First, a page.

On August 15, we all shall fly our Tricolour and celebrate once again that our country is a Sovereign, Secular Democratic Republic as envisaged by our Freedom Fighters and makers of India. But somewhere, there is a bit of ugly feeling that many of our fellow citizens are not having the basic Roti, Kapada , Makan and, above all, ajeevika.
We also have many people still illiterate, especially our women. Female literacy in the state, according to the 2011 census, is 65.46% while male literacy rate is over 80%. Female literacy among Scheduled tribes in Odisha is even lower at 42.5%- much below the national average. .
Despite having Total Literacy campaigns and many other kinds of efforts, the percentage of female literacy has not significantly improved. In the entire country, female literacy has always needed special attention and hence Saakshar Bharat Programme has been launched with a lot of hope and positive visualisation.
The Government and Civil Society Organisations have been seriously engaged but can we set another example in the country and in the world that our female literacy rate is comparable to the developed countries?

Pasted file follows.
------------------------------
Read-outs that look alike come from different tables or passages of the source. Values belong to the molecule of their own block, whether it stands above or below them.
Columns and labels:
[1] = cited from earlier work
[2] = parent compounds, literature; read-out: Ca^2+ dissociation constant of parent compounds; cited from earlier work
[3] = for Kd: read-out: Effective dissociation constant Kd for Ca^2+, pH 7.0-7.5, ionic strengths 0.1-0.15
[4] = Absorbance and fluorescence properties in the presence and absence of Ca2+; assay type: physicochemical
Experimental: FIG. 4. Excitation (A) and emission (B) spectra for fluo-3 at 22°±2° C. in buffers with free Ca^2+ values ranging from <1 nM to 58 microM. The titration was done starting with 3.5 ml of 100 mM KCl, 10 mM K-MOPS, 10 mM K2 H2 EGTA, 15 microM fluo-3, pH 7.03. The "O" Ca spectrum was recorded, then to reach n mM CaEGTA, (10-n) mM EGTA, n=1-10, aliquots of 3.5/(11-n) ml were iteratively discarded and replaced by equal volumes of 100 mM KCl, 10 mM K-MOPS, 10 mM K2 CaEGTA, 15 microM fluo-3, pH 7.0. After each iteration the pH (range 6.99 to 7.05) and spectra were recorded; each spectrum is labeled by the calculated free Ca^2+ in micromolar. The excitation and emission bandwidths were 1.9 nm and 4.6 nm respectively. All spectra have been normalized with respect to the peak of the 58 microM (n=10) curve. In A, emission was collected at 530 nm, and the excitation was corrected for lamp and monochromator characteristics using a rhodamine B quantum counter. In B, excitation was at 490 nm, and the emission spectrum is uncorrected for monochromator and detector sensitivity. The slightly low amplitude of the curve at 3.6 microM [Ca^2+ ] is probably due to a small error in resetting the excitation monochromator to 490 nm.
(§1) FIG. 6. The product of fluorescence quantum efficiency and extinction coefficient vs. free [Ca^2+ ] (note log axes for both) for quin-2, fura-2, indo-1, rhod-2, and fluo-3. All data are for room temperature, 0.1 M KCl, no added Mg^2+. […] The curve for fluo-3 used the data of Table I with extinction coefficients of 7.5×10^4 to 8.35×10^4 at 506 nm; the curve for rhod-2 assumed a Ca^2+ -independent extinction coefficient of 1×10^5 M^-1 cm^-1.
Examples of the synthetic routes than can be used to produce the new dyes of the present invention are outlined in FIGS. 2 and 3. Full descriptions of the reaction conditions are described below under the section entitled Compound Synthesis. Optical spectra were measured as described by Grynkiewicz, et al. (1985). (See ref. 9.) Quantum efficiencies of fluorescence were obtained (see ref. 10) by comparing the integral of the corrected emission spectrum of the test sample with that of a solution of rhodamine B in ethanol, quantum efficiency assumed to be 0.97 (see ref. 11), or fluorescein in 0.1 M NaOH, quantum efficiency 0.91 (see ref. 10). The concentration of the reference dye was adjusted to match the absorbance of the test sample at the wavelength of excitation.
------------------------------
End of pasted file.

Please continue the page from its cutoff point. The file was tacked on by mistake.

The National Literacy Mission has designed a Literacy Flag and has formulated a pledge so that after hoisting the National Flag, the Literacy Flag is hoisted in every Gram Panchayat and men and women take the pledge.
All of us who are concerned with the issues of low female literacy must hoist the Literacy Flag and take a pledge to make all women literate and send all the girls to school.
Adult Literacy for the poor and toiling masses has been visualised by leading thinkers and practitioners like Mahatma Gandhi, Antonio Gramsci and Paulo Freire. They have demonstrated that empowerment and literacy go hand in hand in breaking the shackles of poverty and marginalisation.
On Independence Day, we have to revisit the Pedagogy of the Oppressed and evolve suitable strategies to combat illiteracy in the changing contexts of our society.